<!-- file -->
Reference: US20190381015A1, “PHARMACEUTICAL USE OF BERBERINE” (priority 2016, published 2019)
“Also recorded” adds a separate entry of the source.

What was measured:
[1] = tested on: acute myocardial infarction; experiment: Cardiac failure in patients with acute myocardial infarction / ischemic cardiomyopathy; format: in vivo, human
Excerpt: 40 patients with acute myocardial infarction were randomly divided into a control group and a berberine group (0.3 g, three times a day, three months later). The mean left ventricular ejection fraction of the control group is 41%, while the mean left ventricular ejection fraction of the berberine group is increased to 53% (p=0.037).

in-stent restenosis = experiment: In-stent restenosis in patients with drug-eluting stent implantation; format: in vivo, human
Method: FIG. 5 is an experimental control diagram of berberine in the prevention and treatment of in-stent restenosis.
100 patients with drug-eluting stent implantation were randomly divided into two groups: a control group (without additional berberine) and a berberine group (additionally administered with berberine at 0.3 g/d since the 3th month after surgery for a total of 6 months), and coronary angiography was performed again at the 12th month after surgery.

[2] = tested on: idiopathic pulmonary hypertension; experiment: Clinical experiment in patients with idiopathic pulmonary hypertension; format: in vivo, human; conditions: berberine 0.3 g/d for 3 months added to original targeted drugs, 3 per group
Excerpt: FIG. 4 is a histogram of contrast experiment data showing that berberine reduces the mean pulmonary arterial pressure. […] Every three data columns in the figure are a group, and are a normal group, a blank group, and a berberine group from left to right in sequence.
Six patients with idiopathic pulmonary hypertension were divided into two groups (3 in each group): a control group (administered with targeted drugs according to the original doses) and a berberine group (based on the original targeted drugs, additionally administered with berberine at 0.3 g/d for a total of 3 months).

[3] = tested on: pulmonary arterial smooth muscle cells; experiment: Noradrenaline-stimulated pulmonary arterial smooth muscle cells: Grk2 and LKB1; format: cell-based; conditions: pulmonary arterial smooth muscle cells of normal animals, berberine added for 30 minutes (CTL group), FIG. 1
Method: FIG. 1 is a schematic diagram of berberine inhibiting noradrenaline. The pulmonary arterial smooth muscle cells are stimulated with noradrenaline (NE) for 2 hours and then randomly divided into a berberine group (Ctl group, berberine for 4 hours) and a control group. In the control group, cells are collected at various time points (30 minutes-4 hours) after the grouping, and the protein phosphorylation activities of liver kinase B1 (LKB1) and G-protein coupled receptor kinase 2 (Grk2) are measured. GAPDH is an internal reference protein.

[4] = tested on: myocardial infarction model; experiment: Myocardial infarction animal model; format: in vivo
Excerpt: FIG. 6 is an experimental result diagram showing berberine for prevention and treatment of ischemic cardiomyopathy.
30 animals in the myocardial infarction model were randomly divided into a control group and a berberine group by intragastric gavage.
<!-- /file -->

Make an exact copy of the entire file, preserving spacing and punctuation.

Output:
Reference: US20190381015A1, “PHARMACEUTICAL USE OF BERBERINE” (priority 2016, published 2019)
“Also recorded” adds a separate entry of the source.

What was measured:
[1] = tested on: acute myocardial infarction; experiment: Cardiac failure in patients with acute myocardial infarction / ischemic cardiomyopathy; format: in vivo, human
Excerpt: 40 patients with acute myocardial infarction were randomly divided into a control group and a berberine group (0.3 g, three times a day, three months later). The mean left ventricular ejection fraction of the control group is 41%, while the mean left ventricular ejection fraction of the berberine group is increased to 53% (p=0.037).

in-stent restenosis = experiment: In-stent restenosis in patients with drug-eluting stent implantation; format: in vivo, human
Method: FIG. 5 is an experimental control diagram of berberine in the prevention and treatment of in-stent restenosis.
100 patients with drug-eluting stent implantation were randomly divided into two groups: a control group (without additional berberine) and a berberine group (additionally administered with berberine at 0.3 g/d since the 3th month after surgery for a total of 6 months), and coronary angiography was performed again at the 12th month after surgery.

[2] = tested on: idiopathic pulmonary hypertension; experiment: Clinical experiment in patients with idiopathic pulmonary hypertension; format: in vivo, human; conditions: berberine 0.3 g/d for 3 months added to original targeted drugs, 3 per group
Excerpt: FIG. 4 is a histogram of contrast experiment data showing that berberine reduces the mean pulmonary arterial pressure. […] Every three data columns in the figure are a group, and are a normal group, a blank group, and a berberine group from left to right in sequence.
Six patients with idiopathic pulmonary hypertension were divided into two groups (3 in each group): a control group (administered with targeted drugs according to the original doses) and a berberine group (based on the original targeted drugs, additionally administered with berberine at 0.3 g/d for a total of 3 months).

[3] = tested on: pulmonary arterial smooth muscle cells; experiment: Noradrenaline-stimulated pulmonary arterial smooth muscle cells: Grk2 and LKB1; format: cell-based; conditions: pulmonary arterial smooth muscle cells of normal animals, berberine added for 30 minutes (CTL group), FIG. 1
Method: FIG. 1 is a schematic diagram of berberine inhibiting noradrenaline. The pulmonary arterial smooth muscle cells are stimulated with noradrenaline (NE) for 2 hours and then randomly divided into a berberine group (Ctl group, berberine for 4 hours) and a control group. In the control group, cells are collected at various time points (30 minutes-4 hours) after the grouping, and the protein phosphorylation activities of liver kinase B1 (LKB1) and G-protein coupled receptor kinase 2 (Grk2) are measured. GAPDH is an internal reference protein.

[4] = tested on: myocardial infarction model; experiment: Myocardial infarction animal model; format: in vivo
Excerpt: FIG. 6 is an experimental result diagram showing berberine for prevention and treatment of ischemic cardiomyopathy.
30 animals in the myocardial infarction model were randomly divided into a control group and a berberine group by intragastric gavage.